View Full Version : What's wrong with martial arts today. (aka; my art is better than yours)

July 3, 2002, 03:10 AM
Well, the reason I started this thread is that other one I started (Bad Martial Arts-Teaching as advertised) has turned a bit away from the humorus content I wanted to see. Into either a commentery on "Whats Wrong with Martial Art's Today" or "My Art is better than yours"

In response I now open this thread dedicated to these subjects entirely.

Gentleman start your typing, and if you have any humorus stories that need to be shared, please type on my old thread.

Let the strife and discord begin.

Don Gwinn
July 3, 2002, 09:42 AM
My art is better than yours because it's the one I study! Clearly, a man of my taste and refinement would not have chosen an inferior art. Good day!

July 3, 2002, 10:06 AM
Ignorance and deliberate obfuscation by instructors and brainwashed students.

Well, that and the fact some systems are really laughable in regard to what their promoters claim.


July 3, 2002, 02:50 PM
My Unpronounceable-and-therefore-unresearchable Sensei's techniques can kick YOUR unpronounceable-and-therefore-unresearchable Sensei's BUTT!!!!


On a more serious note, though...I think that a large part of the proliferation of utter tripe, masquerading as Martial Arts, is due to our expectations as students. Very few people really NEED to be able to kill a person with a single, well-placed blow, delivered in a totally dark room, with a rolled up wad of damp newspaper. Or to tear an assailant's arm off and beat them to unconsciousness with it--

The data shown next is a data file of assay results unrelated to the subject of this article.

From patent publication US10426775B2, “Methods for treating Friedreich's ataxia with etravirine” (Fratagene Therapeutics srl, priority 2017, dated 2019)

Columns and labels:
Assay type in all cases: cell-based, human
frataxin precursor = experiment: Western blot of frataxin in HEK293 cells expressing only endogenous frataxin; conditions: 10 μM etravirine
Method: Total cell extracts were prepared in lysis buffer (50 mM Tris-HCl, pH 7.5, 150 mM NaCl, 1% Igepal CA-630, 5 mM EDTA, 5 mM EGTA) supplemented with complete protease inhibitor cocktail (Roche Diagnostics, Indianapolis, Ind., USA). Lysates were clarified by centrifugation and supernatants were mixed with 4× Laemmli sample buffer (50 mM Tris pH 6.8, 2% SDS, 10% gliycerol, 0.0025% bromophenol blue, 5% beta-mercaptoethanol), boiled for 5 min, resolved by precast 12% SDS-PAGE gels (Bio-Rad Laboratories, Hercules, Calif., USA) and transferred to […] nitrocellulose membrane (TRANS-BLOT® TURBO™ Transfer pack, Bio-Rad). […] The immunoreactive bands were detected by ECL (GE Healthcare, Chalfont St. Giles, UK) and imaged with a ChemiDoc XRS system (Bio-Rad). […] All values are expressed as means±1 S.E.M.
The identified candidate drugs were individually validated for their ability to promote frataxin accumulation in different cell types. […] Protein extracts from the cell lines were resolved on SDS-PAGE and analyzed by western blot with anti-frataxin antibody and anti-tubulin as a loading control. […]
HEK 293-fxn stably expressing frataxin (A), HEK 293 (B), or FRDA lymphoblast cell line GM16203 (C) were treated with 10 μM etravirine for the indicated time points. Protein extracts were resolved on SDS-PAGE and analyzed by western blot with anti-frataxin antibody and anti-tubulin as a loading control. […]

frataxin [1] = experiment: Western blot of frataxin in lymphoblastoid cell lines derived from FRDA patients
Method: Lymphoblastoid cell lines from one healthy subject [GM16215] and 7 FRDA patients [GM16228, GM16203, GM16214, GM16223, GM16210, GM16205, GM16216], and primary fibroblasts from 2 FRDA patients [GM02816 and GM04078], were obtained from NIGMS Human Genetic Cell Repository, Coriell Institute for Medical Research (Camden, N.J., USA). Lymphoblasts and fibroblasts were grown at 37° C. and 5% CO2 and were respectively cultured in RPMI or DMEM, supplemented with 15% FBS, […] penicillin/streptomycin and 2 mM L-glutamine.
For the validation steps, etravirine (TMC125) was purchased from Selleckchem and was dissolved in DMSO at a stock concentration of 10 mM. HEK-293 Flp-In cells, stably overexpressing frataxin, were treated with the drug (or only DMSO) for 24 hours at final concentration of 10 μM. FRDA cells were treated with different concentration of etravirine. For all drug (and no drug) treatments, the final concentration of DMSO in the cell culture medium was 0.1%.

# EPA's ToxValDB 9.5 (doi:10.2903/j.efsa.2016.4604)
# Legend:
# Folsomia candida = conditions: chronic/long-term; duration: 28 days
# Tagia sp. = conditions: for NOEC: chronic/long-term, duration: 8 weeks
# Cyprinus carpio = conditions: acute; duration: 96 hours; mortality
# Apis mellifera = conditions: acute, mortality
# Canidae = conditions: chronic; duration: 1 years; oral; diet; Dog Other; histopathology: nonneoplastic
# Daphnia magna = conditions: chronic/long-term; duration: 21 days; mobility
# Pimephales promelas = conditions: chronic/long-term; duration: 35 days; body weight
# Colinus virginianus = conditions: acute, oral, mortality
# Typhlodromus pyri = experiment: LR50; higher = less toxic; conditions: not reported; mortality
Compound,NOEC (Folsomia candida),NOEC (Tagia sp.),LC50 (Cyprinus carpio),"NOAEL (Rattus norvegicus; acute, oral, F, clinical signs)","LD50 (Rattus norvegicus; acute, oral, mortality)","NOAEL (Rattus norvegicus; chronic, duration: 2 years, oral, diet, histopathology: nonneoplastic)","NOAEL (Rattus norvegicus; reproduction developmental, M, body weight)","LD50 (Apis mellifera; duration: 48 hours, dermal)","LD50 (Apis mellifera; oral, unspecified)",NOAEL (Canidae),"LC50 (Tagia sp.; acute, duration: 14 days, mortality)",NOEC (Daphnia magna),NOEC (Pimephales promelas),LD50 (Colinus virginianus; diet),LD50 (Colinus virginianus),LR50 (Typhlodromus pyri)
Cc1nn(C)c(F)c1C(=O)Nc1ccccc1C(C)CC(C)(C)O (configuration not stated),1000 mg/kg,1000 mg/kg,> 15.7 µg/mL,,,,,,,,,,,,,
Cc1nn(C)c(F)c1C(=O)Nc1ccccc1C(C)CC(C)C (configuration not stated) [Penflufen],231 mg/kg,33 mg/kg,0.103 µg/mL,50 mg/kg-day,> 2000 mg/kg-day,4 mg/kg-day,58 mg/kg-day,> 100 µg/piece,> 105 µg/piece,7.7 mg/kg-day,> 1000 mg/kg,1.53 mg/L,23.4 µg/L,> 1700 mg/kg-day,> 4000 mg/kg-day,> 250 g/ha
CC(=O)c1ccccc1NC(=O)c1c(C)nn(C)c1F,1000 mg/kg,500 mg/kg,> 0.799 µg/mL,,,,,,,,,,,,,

But everybody seems to WANT to be able to. Thus, you get every Thom, Chu, and Henri out there advertising that their system is derived from the Ultra Sooper-Secret Squirrel Style of the Hoo-Phuc-Yu Clan of Rambotronic Ninja, or that they've taught the Seals everything they know. Most of the traditional Martial Arts, it seems to me, encompassed more than just training to fight. They were a way of life.

Our instant-gratification seeking society is seldom willing to accept such a path. Instead, we want to be able to pick and choose from a modular smorgasbord of talents. We want to be able to fight like Bruce Lee, drive like AJ Foyt, woo women like James Bond, and earn Ted Turner's salary.